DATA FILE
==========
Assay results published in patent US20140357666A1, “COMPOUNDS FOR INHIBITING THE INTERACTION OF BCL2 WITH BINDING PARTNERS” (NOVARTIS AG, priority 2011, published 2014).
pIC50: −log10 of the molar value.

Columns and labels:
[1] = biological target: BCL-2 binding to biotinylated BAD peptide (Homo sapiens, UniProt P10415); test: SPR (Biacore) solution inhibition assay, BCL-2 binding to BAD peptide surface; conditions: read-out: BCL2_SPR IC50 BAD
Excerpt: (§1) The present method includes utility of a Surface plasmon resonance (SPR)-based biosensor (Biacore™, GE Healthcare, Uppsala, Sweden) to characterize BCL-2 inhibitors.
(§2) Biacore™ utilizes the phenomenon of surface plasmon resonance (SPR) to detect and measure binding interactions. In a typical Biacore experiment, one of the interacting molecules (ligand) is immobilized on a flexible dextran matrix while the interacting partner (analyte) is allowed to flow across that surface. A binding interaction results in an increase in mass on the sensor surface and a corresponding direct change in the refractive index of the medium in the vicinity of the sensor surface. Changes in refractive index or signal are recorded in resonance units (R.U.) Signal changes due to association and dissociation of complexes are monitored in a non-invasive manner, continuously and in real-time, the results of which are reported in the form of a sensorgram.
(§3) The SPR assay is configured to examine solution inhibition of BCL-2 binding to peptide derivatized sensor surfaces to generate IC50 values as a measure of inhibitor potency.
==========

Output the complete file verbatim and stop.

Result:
Assay results published in patent US20140357666A1, “COMPOUNDS FOR INHIBITING THE INTERACTION OF BCL2 WITH BINDING PARTNERS” (NOVARTIS AG, priority 2011, published 2014).
pIC50: −log10 of the molar value.

Columns and labels:
[1] = biological target: BCL-2 binding to biotinylated BAD peptide (Homo sapiens, UniProt P10415); test: SPR (Biacore) solution inhibition assay, BCL-2 binding to BAD peptide surface; conditions: read-out: BCL2_SPR IC50 BAD
Excerpt: (§1) The present method includes utility of a Surface plasmon resonance (SPR)-based biosensor (Biacore™, GE Healthcare, Uppsala, Sweden) to characterize BCL-2 inhibitors.
(§2) Biacore™ utilizes the phenomenon of surface plasmon resonance (SPR) to detect and measure binding interactions. In a typical Biacore experiment, one of the interacting molecules (ligand) is immobilized on a flexible dextran matrix while the interacting partner (analyte) is allowed to flow across that surface. A binding interaction results in an increase in mass on the sensor surface and a corresponding direct change in the refractive index of the medium in the vicinity of the sensor surface. Changes in refractive index or signal are recorded in resonance units (R.U.) Signal changes due to association and dissociation of complexes are monitored in a non-invasive manner, continuously and in real-time, the results of which are reported in the form of a sensorgram.
(§3) The SPR assay is configured to examine solution inhibition of BCL-2 binding to peptide derivatized sensor surfaces to generate IC50 values as a measure of inhibitor potency.